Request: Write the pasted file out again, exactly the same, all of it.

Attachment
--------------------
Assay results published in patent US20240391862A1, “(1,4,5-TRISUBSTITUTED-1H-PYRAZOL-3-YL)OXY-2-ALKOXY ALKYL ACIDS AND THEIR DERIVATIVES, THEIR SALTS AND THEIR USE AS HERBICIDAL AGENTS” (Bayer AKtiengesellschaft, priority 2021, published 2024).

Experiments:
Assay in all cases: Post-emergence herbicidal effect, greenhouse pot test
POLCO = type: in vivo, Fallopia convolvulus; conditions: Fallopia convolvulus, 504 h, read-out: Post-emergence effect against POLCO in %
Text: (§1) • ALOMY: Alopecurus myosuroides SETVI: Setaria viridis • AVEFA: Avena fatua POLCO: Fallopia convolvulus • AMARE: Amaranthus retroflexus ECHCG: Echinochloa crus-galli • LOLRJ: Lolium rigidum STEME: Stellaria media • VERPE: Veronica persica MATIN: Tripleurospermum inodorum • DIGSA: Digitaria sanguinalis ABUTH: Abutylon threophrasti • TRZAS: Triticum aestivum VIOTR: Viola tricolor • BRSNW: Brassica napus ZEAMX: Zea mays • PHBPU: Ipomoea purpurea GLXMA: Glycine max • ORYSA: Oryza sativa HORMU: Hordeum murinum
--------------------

Assay results published in patent US20240391862A1, “(1,4,5-TRISUBSTITUTED-1H-PYRAZOL-3-YL)OXY-2-ALKOXY ALKYL ACIDS AND THEIR DERIVATIVES, THEIR SALTS AND THEIR USE AS HERBICIDAL AGENTS” (Bayer AKtiengesellschaft, priority 2021, published 2024).

Experiments:
Assay in all cases: Post-emergence herbicidal effect, greenhouse pot test
POLCO = type: in vivo, Fallopia convolvulus; conditions: Fallopia convolvulus, 504 h, read-out: Post-emergence effect against POLCO in %
Text: (§1) • ALOMY: Alopecurus myosuroides SETVI: Setaria viridis • AVEFA: Avena fatua POLCO: Fallopia convolvulus • AMARE: Amaranthus retroflexus ECHCG: Echinochloa crus-galli • LOLRJ: Lolium rigidum STEME: Stellaria media • VERPE: Veronica persica MATIN: Tripleurospermum inodorum • DIGSA: Digitaria sanguinalis ABUTH: Abutylon threophrasti • TRZAS: Triticum aestivum VIOTR: Viola tricolor • BRSNW: Brassica napus ZEAMX: Zea mays • PHBPU: Ipomoea purpurea GLXMA: Glycine max • ORYSA: Oryza sativa HORMU: Hordeum murinum